Largest organ-on-a-chip screen on a 3D angiogenesis assay
Leiden, May 27, 2021 – MIMETAS, the global leader in human-relevant organ-on-a-chip models, has just opened their Phenotypic Screening Center. The center facilitates large-scale screening campaigns on Organ-on-a-Chip models, a powerful technology that improves the human physiological relevance of cultured tissues by utilizing microfluidic techniques. In contrast to other Organ-on-a-Chip platforms, the MIMETAS OrganoPlate® technology offers the scalability and the throughput needed for drug discovery studies.
“We are very proud to open up this new center,” said Jos Joore, CEO of MIMETAS. “Our new Phenotypic Screening Center facilitates high-throughput organ-on-a-chip screening combined with high-content imaging and machine learning data analysis to identify drug candidates for today’s unmet medical needs. Our customers understand that human-relevant disease models should be at the basis of every drug discovery effort. Moreover, these cutting-edge technologies stimulate the creativity and purpose of our scientists to make a difference in the lives of patients.”
Largest Organ-on-a-Chip compound screen
MIMETAS recently reported a successful 1,546 compound screen in duplicate on a 3D angiogenesis assay in the OrganoPlate® 3-lane 64. Promising hit compounds from this screen are currently under investigation. “To our knowledge, this is the largest organ-on-a-chip screen ever reported,” explained Joore. “We partner with large pharmaceutical companies, that need our disease model screening expertise, and can bring promising candidates to the clinic fast. In this way, we make sure that we bring novel drugs to patients in the most efficient manner.”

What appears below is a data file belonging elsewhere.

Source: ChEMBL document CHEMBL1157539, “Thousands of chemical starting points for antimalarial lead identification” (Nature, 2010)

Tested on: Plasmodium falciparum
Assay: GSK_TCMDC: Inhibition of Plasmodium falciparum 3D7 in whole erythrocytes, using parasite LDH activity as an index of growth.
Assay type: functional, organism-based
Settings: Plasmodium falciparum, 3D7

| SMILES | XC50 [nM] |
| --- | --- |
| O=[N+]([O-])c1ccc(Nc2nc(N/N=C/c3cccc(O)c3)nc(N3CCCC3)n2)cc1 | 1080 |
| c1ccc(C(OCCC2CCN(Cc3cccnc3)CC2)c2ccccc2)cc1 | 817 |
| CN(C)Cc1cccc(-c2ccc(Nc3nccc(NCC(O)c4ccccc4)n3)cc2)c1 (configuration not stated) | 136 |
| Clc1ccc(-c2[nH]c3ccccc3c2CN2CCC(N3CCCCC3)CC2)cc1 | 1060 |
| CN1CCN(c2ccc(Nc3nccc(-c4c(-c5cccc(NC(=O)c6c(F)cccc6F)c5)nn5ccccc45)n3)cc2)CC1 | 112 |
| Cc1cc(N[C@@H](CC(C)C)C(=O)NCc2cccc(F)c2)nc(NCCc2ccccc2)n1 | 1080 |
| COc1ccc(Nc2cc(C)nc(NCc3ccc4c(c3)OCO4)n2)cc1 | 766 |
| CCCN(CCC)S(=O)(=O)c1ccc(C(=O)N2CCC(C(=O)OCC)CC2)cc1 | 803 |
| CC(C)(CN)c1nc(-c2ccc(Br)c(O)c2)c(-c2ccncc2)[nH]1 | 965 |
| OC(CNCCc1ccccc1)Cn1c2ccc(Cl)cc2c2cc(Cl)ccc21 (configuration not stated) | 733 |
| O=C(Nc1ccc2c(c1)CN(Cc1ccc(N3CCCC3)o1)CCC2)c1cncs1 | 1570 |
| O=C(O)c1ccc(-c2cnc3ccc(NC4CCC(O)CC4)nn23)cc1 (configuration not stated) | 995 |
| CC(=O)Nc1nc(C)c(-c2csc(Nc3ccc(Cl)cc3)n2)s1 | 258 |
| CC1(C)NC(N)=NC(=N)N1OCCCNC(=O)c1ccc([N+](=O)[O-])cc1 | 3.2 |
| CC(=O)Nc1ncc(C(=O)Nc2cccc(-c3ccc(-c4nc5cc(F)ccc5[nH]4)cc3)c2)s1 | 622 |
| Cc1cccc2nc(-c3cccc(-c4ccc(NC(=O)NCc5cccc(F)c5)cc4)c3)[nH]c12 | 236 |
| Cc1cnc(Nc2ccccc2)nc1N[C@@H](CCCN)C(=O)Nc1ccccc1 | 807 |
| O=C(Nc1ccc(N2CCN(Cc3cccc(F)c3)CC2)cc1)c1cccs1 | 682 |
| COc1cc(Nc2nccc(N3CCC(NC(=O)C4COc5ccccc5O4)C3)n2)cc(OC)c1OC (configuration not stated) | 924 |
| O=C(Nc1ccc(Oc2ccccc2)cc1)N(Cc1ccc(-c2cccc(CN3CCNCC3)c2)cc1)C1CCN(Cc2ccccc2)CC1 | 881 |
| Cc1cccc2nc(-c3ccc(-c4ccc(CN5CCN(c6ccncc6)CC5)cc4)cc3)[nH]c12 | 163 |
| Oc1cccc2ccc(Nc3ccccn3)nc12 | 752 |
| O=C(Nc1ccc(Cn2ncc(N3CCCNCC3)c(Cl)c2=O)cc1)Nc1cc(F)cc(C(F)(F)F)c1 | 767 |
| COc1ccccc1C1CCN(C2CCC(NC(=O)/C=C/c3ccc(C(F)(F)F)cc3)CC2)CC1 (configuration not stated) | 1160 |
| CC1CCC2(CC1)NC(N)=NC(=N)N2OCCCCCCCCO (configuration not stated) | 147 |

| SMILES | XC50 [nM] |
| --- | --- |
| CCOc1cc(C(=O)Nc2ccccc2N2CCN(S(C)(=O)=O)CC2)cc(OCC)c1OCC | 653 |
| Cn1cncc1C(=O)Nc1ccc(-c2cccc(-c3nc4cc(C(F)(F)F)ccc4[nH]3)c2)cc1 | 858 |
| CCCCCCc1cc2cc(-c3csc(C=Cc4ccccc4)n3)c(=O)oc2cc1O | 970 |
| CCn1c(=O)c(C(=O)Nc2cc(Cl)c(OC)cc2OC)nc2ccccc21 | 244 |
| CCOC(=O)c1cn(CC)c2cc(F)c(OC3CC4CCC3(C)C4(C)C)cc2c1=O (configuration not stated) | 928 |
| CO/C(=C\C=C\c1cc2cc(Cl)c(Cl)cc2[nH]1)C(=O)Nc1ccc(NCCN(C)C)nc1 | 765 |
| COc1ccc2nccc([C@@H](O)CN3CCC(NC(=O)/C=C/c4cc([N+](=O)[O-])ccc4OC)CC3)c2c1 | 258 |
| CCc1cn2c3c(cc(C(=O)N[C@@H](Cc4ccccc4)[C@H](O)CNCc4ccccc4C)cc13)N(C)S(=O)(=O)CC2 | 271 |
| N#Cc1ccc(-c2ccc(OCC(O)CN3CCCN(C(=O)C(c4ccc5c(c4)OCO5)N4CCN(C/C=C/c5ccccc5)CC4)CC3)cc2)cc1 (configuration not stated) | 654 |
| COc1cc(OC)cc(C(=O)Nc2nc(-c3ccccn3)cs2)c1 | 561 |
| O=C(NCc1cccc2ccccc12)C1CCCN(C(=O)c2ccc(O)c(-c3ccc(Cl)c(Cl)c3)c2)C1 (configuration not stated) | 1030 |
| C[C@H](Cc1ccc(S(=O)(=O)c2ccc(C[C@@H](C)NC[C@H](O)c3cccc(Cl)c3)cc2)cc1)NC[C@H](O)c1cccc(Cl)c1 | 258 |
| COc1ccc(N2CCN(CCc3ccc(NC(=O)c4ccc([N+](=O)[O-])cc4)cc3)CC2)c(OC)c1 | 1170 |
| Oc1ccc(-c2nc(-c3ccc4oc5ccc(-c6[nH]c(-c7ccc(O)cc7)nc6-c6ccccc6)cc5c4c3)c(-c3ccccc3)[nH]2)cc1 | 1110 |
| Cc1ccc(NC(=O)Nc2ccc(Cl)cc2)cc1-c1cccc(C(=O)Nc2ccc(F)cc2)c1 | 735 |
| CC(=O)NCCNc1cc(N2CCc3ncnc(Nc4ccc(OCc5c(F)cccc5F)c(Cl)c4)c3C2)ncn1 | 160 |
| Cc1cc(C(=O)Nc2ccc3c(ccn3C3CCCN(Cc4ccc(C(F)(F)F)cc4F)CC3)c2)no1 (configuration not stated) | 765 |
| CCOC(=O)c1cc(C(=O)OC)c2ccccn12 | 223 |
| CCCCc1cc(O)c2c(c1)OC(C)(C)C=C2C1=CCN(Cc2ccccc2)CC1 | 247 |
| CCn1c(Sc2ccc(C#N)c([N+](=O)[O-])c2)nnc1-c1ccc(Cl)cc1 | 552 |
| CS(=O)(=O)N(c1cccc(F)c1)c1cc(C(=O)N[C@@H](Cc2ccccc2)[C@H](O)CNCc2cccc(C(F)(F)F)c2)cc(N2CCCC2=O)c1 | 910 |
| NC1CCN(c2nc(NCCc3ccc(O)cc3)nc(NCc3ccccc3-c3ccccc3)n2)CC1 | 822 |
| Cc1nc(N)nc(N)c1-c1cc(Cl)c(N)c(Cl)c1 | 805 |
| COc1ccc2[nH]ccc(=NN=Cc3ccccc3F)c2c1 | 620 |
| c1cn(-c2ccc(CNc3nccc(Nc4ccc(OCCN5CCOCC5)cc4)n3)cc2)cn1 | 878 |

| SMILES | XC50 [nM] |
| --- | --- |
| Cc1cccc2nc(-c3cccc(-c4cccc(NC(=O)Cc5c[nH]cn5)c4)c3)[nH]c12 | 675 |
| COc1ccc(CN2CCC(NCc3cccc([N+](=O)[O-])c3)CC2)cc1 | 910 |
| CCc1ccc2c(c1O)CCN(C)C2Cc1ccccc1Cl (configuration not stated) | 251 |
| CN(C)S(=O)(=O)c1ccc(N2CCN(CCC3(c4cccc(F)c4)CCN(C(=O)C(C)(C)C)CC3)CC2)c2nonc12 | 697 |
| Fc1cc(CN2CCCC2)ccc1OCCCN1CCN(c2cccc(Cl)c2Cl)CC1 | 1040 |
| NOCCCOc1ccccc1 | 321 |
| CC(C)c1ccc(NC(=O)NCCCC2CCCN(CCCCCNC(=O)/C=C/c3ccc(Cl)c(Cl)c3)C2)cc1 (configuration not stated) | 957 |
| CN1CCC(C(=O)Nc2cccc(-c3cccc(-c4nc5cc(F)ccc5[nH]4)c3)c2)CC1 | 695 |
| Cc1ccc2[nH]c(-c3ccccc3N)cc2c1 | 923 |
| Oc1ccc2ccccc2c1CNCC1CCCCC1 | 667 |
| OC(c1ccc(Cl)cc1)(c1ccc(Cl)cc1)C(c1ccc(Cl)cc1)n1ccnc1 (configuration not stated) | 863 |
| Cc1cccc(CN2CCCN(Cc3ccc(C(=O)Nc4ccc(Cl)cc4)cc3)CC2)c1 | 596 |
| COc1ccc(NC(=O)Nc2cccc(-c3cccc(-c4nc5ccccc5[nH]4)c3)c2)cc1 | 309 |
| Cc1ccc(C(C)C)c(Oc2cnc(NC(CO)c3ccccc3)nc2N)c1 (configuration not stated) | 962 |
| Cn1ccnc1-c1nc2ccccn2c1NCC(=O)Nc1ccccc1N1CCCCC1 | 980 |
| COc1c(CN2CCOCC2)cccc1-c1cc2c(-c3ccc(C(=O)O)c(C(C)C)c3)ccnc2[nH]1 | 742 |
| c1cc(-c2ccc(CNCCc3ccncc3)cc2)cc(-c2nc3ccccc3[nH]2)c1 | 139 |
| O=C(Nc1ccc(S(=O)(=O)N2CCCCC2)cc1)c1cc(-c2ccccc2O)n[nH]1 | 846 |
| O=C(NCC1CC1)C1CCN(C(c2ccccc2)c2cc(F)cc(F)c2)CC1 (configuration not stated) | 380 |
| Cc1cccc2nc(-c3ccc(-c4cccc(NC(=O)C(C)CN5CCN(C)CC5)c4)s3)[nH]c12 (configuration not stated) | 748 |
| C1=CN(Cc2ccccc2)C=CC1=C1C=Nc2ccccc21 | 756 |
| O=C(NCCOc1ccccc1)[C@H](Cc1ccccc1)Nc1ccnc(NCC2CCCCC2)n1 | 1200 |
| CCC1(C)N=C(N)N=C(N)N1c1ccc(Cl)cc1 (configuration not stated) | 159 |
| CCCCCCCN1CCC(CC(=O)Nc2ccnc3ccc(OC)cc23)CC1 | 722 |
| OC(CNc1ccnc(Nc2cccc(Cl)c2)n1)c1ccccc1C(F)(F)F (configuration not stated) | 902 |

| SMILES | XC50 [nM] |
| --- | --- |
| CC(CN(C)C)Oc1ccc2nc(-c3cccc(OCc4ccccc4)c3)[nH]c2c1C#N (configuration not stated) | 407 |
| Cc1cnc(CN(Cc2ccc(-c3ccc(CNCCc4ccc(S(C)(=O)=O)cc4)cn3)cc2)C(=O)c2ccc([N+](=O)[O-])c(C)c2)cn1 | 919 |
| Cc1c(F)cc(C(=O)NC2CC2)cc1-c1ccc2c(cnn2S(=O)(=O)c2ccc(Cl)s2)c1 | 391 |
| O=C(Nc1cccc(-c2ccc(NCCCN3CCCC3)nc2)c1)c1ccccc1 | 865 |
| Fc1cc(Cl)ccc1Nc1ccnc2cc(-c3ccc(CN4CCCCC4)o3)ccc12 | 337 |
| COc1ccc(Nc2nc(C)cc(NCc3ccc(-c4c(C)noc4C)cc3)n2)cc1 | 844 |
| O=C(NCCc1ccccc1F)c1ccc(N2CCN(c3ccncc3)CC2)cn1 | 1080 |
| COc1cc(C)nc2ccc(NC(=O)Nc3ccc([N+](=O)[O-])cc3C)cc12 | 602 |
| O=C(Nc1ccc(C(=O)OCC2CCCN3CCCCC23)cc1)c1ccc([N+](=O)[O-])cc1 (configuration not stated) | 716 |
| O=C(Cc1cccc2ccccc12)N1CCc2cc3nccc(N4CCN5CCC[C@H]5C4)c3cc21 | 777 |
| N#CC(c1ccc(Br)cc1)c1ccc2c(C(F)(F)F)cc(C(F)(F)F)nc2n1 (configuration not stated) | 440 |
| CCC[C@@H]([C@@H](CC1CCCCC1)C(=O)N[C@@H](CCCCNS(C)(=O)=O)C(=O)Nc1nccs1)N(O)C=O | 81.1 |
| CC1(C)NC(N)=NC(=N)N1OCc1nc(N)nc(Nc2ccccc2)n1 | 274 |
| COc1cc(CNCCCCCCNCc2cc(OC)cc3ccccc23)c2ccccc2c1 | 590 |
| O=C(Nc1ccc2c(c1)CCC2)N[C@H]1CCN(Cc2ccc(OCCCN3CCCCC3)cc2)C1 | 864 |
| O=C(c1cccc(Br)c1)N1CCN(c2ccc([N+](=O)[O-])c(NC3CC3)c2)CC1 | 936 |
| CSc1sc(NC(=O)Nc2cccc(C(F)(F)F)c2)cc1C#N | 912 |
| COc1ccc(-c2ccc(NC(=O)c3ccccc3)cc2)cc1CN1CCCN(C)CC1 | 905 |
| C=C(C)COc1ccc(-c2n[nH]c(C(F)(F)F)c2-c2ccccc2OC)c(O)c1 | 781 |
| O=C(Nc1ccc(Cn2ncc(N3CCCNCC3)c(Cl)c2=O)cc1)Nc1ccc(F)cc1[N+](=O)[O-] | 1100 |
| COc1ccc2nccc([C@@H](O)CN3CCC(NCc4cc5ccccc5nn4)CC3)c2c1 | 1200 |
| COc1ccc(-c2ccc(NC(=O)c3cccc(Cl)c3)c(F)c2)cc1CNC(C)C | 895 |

New energy-neutral laboratory
The brand-new screening center is located in the new head office of MIMETAS at the shore of the Old Rhine, the ancient northern border of the Roman Empire. It is the first energy-neutral laboratory building in the Netherlands. This sustainable building has accomplished a 40% carbon dioxide reduction by reusing materials from a former Leiden University complex. Joore adds: “It is highly inspiring to perform our research surrounded by materials recycled from labs where Nobel-prize winners have done their groundbreaking science.”